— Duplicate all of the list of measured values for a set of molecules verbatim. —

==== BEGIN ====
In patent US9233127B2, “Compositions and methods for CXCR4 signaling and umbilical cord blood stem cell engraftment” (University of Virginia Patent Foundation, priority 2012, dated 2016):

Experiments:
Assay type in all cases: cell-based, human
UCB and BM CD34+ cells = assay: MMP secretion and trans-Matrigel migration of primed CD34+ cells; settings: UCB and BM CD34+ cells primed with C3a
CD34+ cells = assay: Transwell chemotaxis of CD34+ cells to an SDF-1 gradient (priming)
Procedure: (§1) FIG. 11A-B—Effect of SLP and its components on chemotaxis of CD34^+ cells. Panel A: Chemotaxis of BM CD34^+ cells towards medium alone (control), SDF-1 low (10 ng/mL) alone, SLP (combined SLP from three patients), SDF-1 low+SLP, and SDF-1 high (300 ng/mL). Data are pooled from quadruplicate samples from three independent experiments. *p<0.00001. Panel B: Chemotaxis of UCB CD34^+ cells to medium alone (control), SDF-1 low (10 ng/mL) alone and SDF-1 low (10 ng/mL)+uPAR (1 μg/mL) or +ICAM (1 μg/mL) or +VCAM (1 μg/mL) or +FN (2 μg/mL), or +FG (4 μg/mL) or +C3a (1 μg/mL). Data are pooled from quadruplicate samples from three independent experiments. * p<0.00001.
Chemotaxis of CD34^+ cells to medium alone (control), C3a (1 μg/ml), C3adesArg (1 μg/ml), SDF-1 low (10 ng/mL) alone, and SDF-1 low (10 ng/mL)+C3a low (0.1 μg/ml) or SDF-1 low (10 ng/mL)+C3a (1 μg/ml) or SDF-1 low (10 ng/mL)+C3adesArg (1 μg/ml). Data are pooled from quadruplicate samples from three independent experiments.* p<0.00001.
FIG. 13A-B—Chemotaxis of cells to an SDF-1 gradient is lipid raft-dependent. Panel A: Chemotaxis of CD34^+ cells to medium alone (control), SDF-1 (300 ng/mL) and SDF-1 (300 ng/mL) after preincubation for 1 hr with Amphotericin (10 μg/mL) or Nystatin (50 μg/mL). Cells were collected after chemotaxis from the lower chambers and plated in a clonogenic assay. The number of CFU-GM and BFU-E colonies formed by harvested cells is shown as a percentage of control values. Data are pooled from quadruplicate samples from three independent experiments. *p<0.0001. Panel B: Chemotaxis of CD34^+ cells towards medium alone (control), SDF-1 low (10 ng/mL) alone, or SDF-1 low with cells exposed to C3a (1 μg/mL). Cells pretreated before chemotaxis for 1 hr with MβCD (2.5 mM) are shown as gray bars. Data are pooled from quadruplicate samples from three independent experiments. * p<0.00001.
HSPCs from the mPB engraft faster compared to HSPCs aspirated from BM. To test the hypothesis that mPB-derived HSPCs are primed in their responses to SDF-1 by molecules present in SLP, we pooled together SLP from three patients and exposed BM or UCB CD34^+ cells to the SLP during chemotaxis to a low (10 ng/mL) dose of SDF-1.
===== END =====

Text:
In patent US9233127B2, “Compositions and methods for CXCR4 signaling and umbilical cord blood stem cell engraftment” (University of Virginia Patent Foundation, priority 2012, dated 2016):

Experiments:
Assay type in all cases: cell-based, human
UCB and BM CD34+ cells = assay: MMP secretion and trans-Matrigel migration of primed CD34+ cells; settings: UCB and BM CD34+ cells primed with C3a
CD34+ cells = assay: Transwell chemotaxis of CD34+ cells to an SDF-1 gradient (priming)
Procedure: (§1) FIG. 11A-B—Effect of SLP and its components on chemotaxis of CD34^+ cells. Panel A: Chemotaxis of BM CD34^+ cells towards medium alone (control), SDF-1 low (10 ng/mL) alone, SLP (combined SLP from three patients), SDF-1 low+SLP, and SDF-1 high (300 ng/mL). Data are pooled from quadruplicate samples from three independent experiments. *p<0.00001. Panel B: Chemotaxis of UCB CD34^+ cells to medium alone (control), SDF-1 low (10 ng/mL) alone and SDF-1 low (10 ng/mL)+uPAR (1 μg/mL) or +ICAM (1 μg/mL) or +VCAM (1 μg/mL) or +FN (2 μg/mL), or +FG (4 μg/mL) or +C3a (1 μg/mL). Data are pooled from quadruplicate samples from three independent experiments. * p<0.00001.
Chemotaxis of CD34^+ cells to medium alone (control), C3a (1 μg/ml), C3adesArg (1 μg/ml), SDF-1 low (10 ng/mL) alone, and SDF-1 low (10 ng/mL)+C3a low (0.1 μg/ml) or SDF-1 low (10 ng/mL)+C3a (1 μg/ml) or SDF-1 low (10 ng/mL)+C3adesArg (1 μg/ml). Data are pooled from quadruplicate samples from three independent experiments.* p<0.00001.
FIG. 13A-B—Chemotaxis of cells to an SDF-1 gradient is lipid raft-dependent. Panel A: Chemotaxis of CD34^+ cells to medium alone (control), SDF-1 (300 ng/mL) and SDF-1 (300 ng/mL) after preincubation for 1 hr with Amphotericin (10 μg/mL) or Nystatin (50 μg/mL). Cells were collected after chemotaxis from the lower chambers and plated in a clonogenic assay. The number of CFU-GM and BFU-E colonies formed by harvested cells is shown as a percentage of control values. Data are pooled from quadruplicate samples from three independent experiments. *p<0.0001. Panel B: Chemotaxis of CD34^+ cells towards medium alone (control), SDF-1 low (10 ng/mL) alone, or SDF-1 low with cells exposed to C3a (1 μg/mL). Cells pretreated before chemotaxis for 1 hr with MβCD (2.5 mM) are shown as gray bars. Data are pooled from quadruplicate samples from three independent experiments. * p<0.00001.
HSPCs from the mPB engraft faster compared to HSPCs aspirated from BM. To test the hypothesis that mPB-derived HSPCs are primed in their responses to SDF-1 by molecules present in SLP, we pooled together SLP from three patients and exposed BM or UCB CD34^+ cells to the SLP during chemotaxis to a low (10 ng/mL) dose of SDF-1.